My Oh My | Teen Ink

My Oh My

December 6, 2021
By ArlinC BRONZE, Tirana, Other
ArlinC BRONZE, Tirana, Other
4 articles 0 photos 2 comments

Favorite Quote:
"Once you've met someone you never really forget them. It just takes a while for your memories to return"- Zeniba

         I never cared about my body or how much it weighed. I was on the chubbier side, and I did have an obvious round belly that would poke out from time to time, but my family members and my peers never commented on it. Whenever I was around my older female cousins, I remember them always complaining about the way their body looked, and how they were self-conscious about it.  I couldn’t understand why they were so concerned about their body-image. Why did outer beauty matter so much to them? Wasn’t inner beauty more important? I never thought in a million years that I would be in their position, just because of a comment my own family member made.  

         It was a Saturday night, and I was at my grandmother’s house. Her house is small. The rooms are packed in together and sometimes it feels like the walls are closing in on you. Even though it is so tiny, my family members have never complained about it. They made it feel like it is a safe environment to be in, which is why I spent so much of my time there growing up. My grandparents and my uncle were always welcoming. They always feed me so much food that by the end of my visit I am reminded of the fact that I do not have a bottomless stomach. Even though there is great food it is extremely easy to get bored. So, whenever I finished my meal, I would always visit the neighbors. 

         My mother’s uncle lived next door. When I heard that my second cousin was visiting his house, I decided to pay her a visit. I ran out of the house and eagerly knocked on the door. My heart was racing, and my palms were sweating. I hadn't seen them in a year. The door creaked open, and her mother greeted me.  “Oh, Arlin! It’s you. Come in, come in.” she said avidly.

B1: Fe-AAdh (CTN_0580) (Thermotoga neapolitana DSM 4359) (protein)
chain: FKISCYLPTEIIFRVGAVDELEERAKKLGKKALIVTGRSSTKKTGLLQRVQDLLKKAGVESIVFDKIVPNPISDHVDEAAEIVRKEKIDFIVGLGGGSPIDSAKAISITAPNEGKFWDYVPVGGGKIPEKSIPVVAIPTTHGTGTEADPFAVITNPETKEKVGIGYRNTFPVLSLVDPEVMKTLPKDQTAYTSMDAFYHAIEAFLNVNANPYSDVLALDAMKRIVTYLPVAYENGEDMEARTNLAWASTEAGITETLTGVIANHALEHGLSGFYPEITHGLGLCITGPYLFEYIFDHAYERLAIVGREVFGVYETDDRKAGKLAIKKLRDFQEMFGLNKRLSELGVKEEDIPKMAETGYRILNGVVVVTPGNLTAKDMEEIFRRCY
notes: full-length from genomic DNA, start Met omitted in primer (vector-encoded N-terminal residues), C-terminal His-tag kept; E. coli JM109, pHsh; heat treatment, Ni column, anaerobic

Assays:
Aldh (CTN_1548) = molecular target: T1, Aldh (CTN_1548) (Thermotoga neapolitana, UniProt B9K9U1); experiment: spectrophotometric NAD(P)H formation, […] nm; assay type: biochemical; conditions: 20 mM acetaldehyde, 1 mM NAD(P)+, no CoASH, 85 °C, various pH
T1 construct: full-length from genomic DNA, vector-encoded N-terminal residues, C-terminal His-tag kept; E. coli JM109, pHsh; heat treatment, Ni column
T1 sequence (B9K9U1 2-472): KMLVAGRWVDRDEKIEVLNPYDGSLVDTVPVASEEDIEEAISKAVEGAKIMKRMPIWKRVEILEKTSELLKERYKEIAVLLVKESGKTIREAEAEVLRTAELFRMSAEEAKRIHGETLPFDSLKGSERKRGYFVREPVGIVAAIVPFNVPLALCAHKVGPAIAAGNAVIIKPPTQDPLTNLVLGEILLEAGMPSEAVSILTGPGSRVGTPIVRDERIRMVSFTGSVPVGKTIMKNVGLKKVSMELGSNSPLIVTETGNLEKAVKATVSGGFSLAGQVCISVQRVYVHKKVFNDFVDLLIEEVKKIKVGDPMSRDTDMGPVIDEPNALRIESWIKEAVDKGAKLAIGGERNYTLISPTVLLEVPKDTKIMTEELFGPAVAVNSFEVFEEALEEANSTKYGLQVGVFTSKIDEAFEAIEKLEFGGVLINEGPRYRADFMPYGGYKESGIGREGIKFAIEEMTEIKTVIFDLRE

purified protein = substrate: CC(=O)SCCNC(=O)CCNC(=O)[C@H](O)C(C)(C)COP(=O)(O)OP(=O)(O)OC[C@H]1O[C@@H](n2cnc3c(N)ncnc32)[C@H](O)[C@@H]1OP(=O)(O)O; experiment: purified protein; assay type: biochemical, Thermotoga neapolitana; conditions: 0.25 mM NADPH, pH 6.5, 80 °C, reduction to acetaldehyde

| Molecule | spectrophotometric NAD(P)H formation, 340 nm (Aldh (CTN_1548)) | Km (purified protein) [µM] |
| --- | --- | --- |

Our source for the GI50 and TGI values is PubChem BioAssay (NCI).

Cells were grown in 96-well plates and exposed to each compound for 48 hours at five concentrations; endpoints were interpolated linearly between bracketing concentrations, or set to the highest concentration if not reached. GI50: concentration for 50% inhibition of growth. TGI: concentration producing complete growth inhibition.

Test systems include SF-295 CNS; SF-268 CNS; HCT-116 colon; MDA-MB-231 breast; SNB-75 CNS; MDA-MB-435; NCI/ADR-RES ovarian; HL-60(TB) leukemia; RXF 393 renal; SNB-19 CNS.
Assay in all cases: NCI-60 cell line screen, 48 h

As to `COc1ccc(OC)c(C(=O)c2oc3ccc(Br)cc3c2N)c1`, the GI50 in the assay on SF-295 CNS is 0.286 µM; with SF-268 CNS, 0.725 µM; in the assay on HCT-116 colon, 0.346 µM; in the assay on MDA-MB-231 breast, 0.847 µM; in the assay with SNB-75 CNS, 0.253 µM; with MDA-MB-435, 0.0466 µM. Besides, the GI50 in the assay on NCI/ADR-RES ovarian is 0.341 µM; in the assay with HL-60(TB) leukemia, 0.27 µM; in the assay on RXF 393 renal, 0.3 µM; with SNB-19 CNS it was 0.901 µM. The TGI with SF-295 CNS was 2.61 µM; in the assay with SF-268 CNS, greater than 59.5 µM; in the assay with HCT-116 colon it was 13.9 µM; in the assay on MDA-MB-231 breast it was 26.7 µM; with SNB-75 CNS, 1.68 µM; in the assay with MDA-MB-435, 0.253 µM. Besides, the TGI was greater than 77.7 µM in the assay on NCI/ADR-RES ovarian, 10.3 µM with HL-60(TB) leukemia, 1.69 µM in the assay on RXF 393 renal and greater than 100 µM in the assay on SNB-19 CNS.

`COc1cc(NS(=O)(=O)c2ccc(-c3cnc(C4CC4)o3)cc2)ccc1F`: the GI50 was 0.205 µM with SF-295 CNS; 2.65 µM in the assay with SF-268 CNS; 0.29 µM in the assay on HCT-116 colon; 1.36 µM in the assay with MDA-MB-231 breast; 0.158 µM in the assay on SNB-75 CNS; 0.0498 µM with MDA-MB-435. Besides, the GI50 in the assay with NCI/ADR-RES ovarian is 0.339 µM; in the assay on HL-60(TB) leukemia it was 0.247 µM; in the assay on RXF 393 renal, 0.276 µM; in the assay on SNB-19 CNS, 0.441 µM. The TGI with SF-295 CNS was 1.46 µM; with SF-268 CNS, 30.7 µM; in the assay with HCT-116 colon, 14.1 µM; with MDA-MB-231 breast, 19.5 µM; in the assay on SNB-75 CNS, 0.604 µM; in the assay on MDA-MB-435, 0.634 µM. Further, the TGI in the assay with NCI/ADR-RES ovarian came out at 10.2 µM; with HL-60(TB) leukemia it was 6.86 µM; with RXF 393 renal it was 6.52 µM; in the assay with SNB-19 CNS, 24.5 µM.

“Hi, I hope everyone is doing well!” I replied. I sat down on the nearest couch and greeted my cousin. She had gotten taller than me and her hair was shorter than ever. It complimented her round face shape. She offered me a candy and I politely refused. Her mother sat down in front of me and said,  

        “My oh my Arlin, what have you been eating?” 

         Her daughter responded with, “Yeah, tell me as well I want to get chubbier.”  A roar of laughter erupted. It was all too sudden I had just arrived, and I could feel a hot stream of tears rolling down my cheeks. I couldn’t understand why it was so funny to them. I tried to tell them to stop, but it was impossible to without stuttering. I ran out of there and to my grandmother's house. The frigid air stung my cheeks, it felt like there were woodpeckers pecking at me. I couldn’t understand why she had said that to me. She had a nephew of her own. He had a belly too; in fact, it was bigger than mine. She never said anything about it though, especially not in front of all her family members. I was only eight years old, and that comment made me hate my body.  

         I was so embarrassed of myself, how could I let myself get so big? I found myself questioning my beauty for years just because of this one incident. I tried to eat less thinking that if I ate the whole plate, I would just gain extra weight that would turn into fat. Skintight clothes terrified me. I was too afraid to speak my mind when I was around certain people. I thought they would not take my opinion seriously because they did not like my appearance. 

        Sometimes I couldn’t look in the mirror without saying something awful to my reflection. I was disgusted with myself. I thought of making myself extremely exhausted so that when I woke up I would be 5 kilo’s lighter. Looking back, I was my own bully. After years of being unbelievably self-critical I realized I can’t please everybody. My body image does not define who I am. Just because someone does not look the way society wants does not mean they are ugly individuals. The beauty standards we have set for people, especially women, are very unrealistic. We value outer beauty more than inner beauty, and in most cases, we will not talk to someone unless we find them attractive. Instead, we will judge them and make assumptions on their character. It took me a while to accept the fact that not everyone is going to like me, and that’s okay. I mean after all, I can’t please 7.5 billion people. 

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